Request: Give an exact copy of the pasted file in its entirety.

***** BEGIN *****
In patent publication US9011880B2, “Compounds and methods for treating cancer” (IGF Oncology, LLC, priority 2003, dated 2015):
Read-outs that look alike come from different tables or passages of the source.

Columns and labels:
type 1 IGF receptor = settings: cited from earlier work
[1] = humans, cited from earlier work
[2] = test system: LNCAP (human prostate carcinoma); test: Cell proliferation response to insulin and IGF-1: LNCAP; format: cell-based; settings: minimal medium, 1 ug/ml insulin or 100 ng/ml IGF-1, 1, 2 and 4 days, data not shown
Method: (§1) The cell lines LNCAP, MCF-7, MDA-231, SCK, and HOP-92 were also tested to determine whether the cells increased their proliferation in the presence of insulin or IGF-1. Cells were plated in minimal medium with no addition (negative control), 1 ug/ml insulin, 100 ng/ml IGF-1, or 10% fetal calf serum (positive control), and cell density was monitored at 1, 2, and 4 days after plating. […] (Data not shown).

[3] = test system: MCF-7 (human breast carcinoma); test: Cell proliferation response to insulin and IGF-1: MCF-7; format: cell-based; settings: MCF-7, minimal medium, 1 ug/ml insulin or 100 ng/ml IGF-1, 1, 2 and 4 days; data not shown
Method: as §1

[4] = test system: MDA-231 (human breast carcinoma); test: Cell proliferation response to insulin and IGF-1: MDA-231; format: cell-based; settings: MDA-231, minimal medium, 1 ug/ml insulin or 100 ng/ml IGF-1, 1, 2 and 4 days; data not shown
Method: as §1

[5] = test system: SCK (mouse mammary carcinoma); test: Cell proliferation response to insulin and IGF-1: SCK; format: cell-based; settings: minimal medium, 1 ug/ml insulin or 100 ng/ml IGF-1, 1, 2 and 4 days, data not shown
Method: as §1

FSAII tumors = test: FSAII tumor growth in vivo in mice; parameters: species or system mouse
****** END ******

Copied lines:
In patent publication US9011880B2, “Compounds and methods for treating cancer” (IGF Oncology, LLC, priority 2003, dated 2015):
Read-outs that look alike come from different tables or passages of the source.

Columns and labels:
type 1 IGF receptor = settings: cited from earlier work
[1] = humans, cited from earlier work
[2] = test system: LNCAP (human prostate carcinoma); test: Cell proliferation response to insulin and IGF-1: LNCAP; format: cell-based; settings: minimal medium, 1 ug/ml insulin or 100 ng/ml IGF-1, 1, 2 and 4 days, data not shown
Method: (§1) The cell lines LNCAP, MCF-7, MDA-231, SCK, and HOP-92 were also tested to determine whether the cells increased their proliferation in the presence of insulin or IGF-1. Cells were plated in minimal medium with no addition (negative control), 1 ug/ml insulin, 100 ng/ml IGF-1, or 10% fetal calf serum (positive control), and cell density was monitored at 1, 2, and 4 days after plating. […] (Data not shown).

[3] = test system: MCF-7 (human breast carcinoma); test: Cell proliferation response to insulin and IGF-1: MCF-7; format: cell-based; settings: MCF-7, minimal medium, 1 ug/ml insulin or 100 ng/ml IGF-1, 1, 2 and 4 days; data not shown
Method: as §1

[4] = test system: MDA-231 (human breast carcinoma); test: Cell proliferation response to insulin and IGF-1: MDA-231; format: cell-based; settings: MDA-231, minimal medium, 1 ug/ml insulin or 100 ng/ml IGF-1, 1, 2 and 4 days; data not shown
Method: as §1

[5] = test system: SCK (mouse mammary carcinoma); test: Cell proliferation response to insulin and IGF-1: SCK; format: cell-based; settings: minimal medium, 1 ug/ml insulin or 100 ng/ml IGF-1, 1, 2 and 4 days, data not shown
Method: as §1

FSAII tumors = test: FSAII tumor growth in vivo in mice; parameters: species or system mouse